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More issues than answers remain in Lexington's homeless battle

LEXINGTON, Ky. (WKYT) - Despite money being set aside for a commission to tackle homelessness, more than 1,400 people live in shelters, transitional housing, or on Lexington's streets.

"I can't make ends meet," said Dyanna Hines who moved to the Catholic Action Center a few weeks ago with only 13 cents to her name. "But for the grace of God anyone could end up like this. It's a bummer, the pits. I wouldn't wish on my worst enemy."

The number of homeless in Fayette County spiked in 2010 at 1,558, according to the U.S. Department of Housing and Urban Development which requires cities to count them. But since 2010, the number declined slightly to 1,428 in 2012.

Despite the decline and the fact Fayette County has a smaller population than Jefferson County, Fayette County's homeless population is roughly the same. Homeless counts show just 100 more homeless people in Jefferson County than Fayette County while its overall population is more than twice as large. While Montgomery County, Ohio -- the home of Dayton -- has more than 200,000 more people than Fayette County, its homeless population is more than 400 less than Fayette County.

In May 2012, 114 people volunteered to serve on the commission which was to examine long-term challenges and outstanding needs for Lexington's homeless.

Earlier this year, the commission released a report with recommendations to fix what many believe to be a growing problem for the city.

"There's been a lot of concern about what happened to that report," said Beth Musgrave of The Herald-Leader who worked with WKYT's Miranda Combs on a month-long investigation called "Project: Homeless." The Herald-Leader spoke Lexington Mayor Jim Gray about the status of the commission's report.

"The only thing that's really been acted on is Mayor Gray did set aside money in his budget for an office on homelessness -- one of the key recommendations," said Musgrave.

While $120,000 in the current budget was set aside for an Office of Homeless Intervention and Prevention, a director has not been hired.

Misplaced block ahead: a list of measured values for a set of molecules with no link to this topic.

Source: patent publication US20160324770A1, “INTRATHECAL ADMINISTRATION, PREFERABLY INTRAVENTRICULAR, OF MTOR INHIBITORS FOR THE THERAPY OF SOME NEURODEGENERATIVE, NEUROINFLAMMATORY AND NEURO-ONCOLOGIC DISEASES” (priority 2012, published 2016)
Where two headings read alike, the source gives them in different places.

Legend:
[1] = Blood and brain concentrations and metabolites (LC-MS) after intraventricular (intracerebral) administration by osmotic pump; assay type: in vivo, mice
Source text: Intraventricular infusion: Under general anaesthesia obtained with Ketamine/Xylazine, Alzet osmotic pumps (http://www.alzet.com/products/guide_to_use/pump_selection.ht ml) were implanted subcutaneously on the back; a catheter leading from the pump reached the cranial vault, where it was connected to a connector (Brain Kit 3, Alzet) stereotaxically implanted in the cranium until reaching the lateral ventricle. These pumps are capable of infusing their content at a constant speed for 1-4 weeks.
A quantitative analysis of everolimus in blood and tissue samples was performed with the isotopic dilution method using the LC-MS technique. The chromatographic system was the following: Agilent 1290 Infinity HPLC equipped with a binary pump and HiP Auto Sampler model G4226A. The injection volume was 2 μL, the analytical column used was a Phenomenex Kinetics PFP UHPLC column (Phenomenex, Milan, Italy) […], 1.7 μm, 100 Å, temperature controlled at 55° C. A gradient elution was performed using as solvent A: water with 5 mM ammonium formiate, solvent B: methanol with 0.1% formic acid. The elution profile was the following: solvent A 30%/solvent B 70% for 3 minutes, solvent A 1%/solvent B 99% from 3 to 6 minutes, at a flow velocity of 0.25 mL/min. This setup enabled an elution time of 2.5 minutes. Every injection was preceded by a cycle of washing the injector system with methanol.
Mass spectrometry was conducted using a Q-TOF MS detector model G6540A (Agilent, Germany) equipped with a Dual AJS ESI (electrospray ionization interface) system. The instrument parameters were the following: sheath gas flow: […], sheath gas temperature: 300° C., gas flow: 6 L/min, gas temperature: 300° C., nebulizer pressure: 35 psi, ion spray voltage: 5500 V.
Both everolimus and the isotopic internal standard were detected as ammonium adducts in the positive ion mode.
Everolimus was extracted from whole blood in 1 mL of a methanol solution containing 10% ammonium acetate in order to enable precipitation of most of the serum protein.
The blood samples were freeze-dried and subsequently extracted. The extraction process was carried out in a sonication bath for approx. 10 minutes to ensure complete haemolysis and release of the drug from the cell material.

An affordable housing study that's costing nearly $50,000 is in the works after the mayor said he wants to make sure the city isn't rushing to find a quick fix.

Gray said the study will help give the city more information to determine the best path forward and the best person for the new position. "The consultant's report will give us a good foundation for the next move forward," Gray told The Herald-Leader.

Gray said he understands people's frustrations that the recommendations of the task force have not been yet been actualized.

Rushing, however, often leads to problems, Gray said. "Regrettably, that often leads to half steps."

"On the other side, a lot of providers are saying and the homeless community are saying how many studies do we have to do? We need to move forward and need to move forward quickly," said The Herald-Leader's Musgrave who series of stories appeared in Sunday's edition.

So Musgrave headed west on a hunt to find out how Louisville handles the homeless. She says Jefferson County does receive about four times the amount of federal emergency shelter money as Lexington- which is one reason for their lower homeless numbers.

But there is another reason for Louisville's success in battling homelessness that Lexington has yet to achieve.

"They have taken a more coordinated community wide approach to homelessness where they've developed certain best practices and they've focused resources, on developing permanent housing," said Musgrave who found Louisville is focused on the chronically homeless who are those who continue to circulate through emergency rooms and jails in the community. "Sounds like it's costly but actually saves you money."

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